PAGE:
"Why You Need the Last Doubling
                        Interestingly, it is the last doubling that usually makes you “rich.”
                        That is, think about the rule of 72. If you get, on average, 10% returns each year, it will take your money 7.2 years to double.
                        The first doubling, if you have 100k invested, you get to 200k. The last doubling in a 30-year cycle, your money goes from 800k to $1.6M.
                        Thus, the last doubling is the one that really adds to your portfolio. You get 8 times more from the last doubling than the first!

                        The joke is a self fulfilling outcome. FI and RE are two separate objectives. ANYONE that actually focuses on saving, allocations, distributions and taxes and reaches ANY FI
                        has two controllable choices after 65.
                        • The house - this drives your cost of living in RE. Everything else is discretionary. Richest or poorest guy in the neighborhood, easy to change the neighborhood.
                        • The last doubling will in all probability occur.
                        Self preservation will lead to a behavioral finance choice that double is the human behavior. Twice as much for income or assets.
                        My crystal ball is not that hazy for almost anyone here with a plan. You will have way too much money by 2 times.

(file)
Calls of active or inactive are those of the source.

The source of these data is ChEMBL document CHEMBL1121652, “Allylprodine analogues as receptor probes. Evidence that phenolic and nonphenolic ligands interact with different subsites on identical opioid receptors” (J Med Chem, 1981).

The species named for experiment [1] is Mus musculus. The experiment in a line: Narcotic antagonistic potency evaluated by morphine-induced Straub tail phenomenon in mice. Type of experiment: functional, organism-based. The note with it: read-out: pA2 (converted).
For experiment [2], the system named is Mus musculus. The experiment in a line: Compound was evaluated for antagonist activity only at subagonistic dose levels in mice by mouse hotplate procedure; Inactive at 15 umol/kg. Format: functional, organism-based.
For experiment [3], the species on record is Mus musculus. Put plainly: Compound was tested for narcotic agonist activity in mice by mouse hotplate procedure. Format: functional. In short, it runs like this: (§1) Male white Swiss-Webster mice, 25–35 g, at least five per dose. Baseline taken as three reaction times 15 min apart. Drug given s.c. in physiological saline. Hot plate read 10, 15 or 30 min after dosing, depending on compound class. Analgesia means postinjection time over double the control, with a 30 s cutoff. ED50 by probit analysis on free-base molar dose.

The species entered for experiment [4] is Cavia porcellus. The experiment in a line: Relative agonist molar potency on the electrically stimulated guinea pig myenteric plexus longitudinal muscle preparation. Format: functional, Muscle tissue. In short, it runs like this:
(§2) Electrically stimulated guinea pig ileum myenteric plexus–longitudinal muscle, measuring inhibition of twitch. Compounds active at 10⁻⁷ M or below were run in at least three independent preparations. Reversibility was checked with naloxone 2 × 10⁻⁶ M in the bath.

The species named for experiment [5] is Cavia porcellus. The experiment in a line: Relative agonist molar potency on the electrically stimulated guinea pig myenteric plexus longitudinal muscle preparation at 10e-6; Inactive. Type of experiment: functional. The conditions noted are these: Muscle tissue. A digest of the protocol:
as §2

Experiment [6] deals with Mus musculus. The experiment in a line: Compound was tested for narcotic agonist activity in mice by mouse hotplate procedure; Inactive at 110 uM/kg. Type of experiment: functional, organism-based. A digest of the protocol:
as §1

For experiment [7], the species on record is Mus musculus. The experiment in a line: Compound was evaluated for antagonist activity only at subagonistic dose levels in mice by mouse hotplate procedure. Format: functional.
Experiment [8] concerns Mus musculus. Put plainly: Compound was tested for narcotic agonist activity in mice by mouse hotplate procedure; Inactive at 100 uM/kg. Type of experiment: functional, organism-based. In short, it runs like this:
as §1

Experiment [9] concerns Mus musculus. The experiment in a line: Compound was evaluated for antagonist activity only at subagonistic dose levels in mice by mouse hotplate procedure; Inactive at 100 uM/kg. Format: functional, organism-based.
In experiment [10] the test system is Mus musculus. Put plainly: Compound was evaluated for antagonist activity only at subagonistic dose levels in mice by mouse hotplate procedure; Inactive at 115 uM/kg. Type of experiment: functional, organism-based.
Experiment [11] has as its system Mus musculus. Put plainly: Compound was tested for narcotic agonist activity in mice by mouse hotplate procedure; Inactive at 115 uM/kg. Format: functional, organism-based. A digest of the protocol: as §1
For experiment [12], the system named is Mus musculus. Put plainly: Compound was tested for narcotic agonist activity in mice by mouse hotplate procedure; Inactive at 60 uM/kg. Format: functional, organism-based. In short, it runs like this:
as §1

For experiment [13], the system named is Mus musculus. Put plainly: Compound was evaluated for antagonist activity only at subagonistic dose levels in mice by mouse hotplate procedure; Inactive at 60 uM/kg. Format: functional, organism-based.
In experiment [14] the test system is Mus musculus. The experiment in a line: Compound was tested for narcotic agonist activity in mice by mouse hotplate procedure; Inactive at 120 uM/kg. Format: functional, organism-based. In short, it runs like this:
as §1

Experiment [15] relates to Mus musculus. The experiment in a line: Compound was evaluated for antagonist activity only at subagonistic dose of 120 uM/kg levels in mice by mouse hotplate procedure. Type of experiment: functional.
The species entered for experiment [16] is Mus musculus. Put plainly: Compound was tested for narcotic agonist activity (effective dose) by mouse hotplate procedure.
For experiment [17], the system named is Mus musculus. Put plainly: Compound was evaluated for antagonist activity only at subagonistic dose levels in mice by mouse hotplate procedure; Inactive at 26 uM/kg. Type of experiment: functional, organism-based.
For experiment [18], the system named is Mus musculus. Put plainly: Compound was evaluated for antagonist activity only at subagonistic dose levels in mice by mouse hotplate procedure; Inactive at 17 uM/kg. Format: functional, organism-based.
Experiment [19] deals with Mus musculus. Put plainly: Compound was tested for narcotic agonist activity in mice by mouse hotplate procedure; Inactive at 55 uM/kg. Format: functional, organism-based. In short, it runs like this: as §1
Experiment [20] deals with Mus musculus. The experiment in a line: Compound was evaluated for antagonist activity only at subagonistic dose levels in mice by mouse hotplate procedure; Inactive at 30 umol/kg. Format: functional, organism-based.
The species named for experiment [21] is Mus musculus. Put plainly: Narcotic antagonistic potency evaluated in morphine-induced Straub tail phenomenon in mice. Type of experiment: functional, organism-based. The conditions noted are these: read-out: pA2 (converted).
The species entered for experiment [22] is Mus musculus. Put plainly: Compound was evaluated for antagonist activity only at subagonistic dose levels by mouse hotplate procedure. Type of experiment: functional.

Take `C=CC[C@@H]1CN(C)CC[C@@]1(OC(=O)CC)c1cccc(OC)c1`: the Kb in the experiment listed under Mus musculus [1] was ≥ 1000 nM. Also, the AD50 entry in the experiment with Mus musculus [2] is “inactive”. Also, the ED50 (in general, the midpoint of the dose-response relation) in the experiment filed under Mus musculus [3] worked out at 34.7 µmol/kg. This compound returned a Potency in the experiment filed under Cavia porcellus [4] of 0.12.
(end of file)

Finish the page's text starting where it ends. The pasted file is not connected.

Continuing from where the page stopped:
If your biggest problem is taxes, that is not really a problem. You will be rich regardless of the neighborhood you live in. All this fretting and planning is what caused you to overshoot your plan by double. Not bad and pretty funny.



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                        • #42
                          Originally posted by JBME View Post

                          The one thing I know for certain is I will not retire in Minnesota I don't know why old people would want to live here. The healthcare is very good, as are the schools, but with the taxes (they tax SS as well) and the cold, I just don't know why one would stay here. I secretly hope all of my kids end up out of state after college so I have an excuse to move somewhere else. If they end up here, then I'm part time in Minnesota and part time in another state, establishing official home residence in that other state.
                          im sure the COL other than taxes has to be lower in minnesota which is why you dont hear about it, but i was shocked when i saw that in minnesota taxes for high earners are basically the same as in california! And i dont think the websites even show the 2% provider tax? which btw is such a kick in the teeth

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                          • #43
                            Originally posted by Lordosis View Post